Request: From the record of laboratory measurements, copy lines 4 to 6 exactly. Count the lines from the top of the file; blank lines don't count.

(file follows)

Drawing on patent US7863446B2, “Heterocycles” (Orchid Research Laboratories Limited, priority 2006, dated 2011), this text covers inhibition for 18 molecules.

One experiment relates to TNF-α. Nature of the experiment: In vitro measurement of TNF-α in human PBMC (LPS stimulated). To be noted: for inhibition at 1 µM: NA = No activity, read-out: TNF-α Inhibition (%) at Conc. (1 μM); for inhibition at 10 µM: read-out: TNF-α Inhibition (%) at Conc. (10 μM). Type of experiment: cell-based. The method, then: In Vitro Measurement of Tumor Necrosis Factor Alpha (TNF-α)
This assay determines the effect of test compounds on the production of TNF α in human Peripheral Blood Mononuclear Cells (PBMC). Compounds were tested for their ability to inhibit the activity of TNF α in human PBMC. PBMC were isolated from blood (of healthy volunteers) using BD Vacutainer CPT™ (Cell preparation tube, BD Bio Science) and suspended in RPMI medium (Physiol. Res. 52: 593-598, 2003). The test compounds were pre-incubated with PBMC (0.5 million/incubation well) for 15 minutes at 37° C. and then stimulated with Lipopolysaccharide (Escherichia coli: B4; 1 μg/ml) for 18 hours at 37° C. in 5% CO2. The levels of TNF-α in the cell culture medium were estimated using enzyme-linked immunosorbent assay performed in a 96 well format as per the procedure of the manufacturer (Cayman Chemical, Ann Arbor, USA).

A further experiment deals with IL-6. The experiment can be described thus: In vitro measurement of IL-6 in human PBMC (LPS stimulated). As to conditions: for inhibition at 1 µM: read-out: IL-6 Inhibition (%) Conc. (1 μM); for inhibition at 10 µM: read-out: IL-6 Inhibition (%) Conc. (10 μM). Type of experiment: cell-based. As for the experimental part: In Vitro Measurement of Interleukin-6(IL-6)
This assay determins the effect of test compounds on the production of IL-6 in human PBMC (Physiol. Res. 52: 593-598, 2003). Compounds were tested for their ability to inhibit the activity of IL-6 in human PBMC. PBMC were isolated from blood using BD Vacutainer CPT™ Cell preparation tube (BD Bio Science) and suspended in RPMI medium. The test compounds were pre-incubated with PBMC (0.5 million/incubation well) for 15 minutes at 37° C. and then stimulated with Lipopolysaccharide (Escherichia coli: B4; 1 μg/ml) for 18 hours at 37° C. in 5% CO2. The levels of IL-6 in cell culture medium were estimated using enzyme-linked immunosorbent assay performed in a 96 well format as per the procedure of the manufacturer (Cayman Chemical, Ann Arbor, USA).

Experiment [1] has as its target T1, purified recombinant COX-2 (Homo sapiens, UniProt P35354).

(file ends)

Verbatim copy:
A further experiment deals with IL-6. The experiment can be described thus: In vitro measurement of IL-6 in human PBMC (LPS stimulated). As to conditions: for inhibition at 1 µM: read-out: IL-6 Inhibition (%) Conc. (1 μM); for inhibition at 10 µM: read-out: IL-6 Inhibition (%) Conc. (10 μM). Type of experiment: cell-based. As for the experimental part: In Vitro Measurement of Interleukin-6(IL-6)
This assay determins the effect of test compounds on the production of IL-6 in human PBMC (Physiol. Res. 52: 593-598, 2003). Compounds were tested for their ability to inhibit the activity of IL-6 in human PBMC. PBMC were isolated from blood using BD Vacutainer CPT™ Cell preparation tube (BD Bio Science) and suspended in RPMI medium. The test compounds were pre-incubated with PBMC (0.5 million/incubation well) for 15 minutes at 37° C. and then stimulated with Lipopolysaccharide (Escherichia coli: B4; 1 μg/ml) for 18 hours at 37° C. in 5% CO2. The levels of IL-6 in cell culture medium were estimated using enzyme-linked immunosorbent assay performed in a 96 well format as per the procedure of the manufacturer (Cayman Chemical, Ann Arbor, USA).

Experiment [1] has as its target T1, purified recombinant COX-2 (Homo sapiens, UniProt P35354).